Production of Ford's little workhorse is coming to an end.
The Ranger pickup, a popular U.S. compact truck for decades, will end production Friday morning.
The pickup debuted in 1982. At times, it was the top-selling U.S. compact pickup. Ford says 6,657,881 Rangers have been sold.
Ranger's best year was 1999, when 348,358 were sold. Sales this year through November tallied 64,114, a 26 percent increase over the first 11 months of 2010 and good enough to place No. 2 overall in compact truck sales. Mazda even had a version of the Ranger, known as the B series.
Over its history, the Ranger became a popular pickup with America's youth, handymen and some tradesmen. But as the Ford F-150, Chevy Silverado and the former Dodge Ram battled for sales with big rebates and generous lease deals, compact intenders discovered they could easily afford a full-sized pickup.
The result? Ranger sales suffered.
In more recent years, Ford focused engineering and technology updates on the F-150. The Ranger's improvements essentially amounted to cosmetic changes. Ford pretty much gave up on the compact pickup market.
Meanwhile, the competition intensified. Rivals made improvements and their models grew in size and capability. Today the Toyota Tacoma is No. 1, holding 37 percent of the small pickup market. The Ranger is No. 2 with 24 percent, followed by the Nissan Frontier, 17 percent, according to the Automotive News Data Center. The Chevrolet Colorado is a distant fourth with a 10 percent share.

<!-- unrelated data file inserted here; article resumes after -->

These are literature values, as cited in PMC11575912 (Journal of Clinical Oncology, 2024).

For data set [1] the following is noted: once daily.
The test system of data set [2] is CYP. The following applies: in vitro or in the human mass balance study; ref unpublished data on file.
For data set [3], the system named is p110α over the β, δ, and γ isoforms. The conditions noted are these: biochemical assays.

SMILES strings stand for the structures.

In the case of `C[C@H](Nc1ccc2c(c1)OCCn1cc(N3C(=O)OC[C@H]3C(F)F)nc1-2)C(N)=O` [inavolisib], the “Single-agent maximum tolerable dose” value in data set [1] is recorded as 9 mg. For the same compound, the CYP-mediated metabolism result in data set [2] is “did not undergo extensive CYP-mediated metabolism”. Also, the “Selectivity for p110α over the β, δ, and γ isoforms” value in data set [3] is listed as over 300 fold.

As for Ranger, Friday it will wave the white flag and surrender. The last Ranger will roll off the assembly line at Ford's Twin Cities plant in St. Paul, Minn.
While the Ranger name will die here, it continues around the globe, specifically on Ford's new mid-sized pickup. But Ford says there are no plans to sell the mid-sized Ranger here.
So for now, at least in the United States, the Ranger name will be filed away with such Ford nameplates as Falcon, Fairlane, Pinto, Maverick, Granada, Ranchero, Crown Victoria and Thunderbird.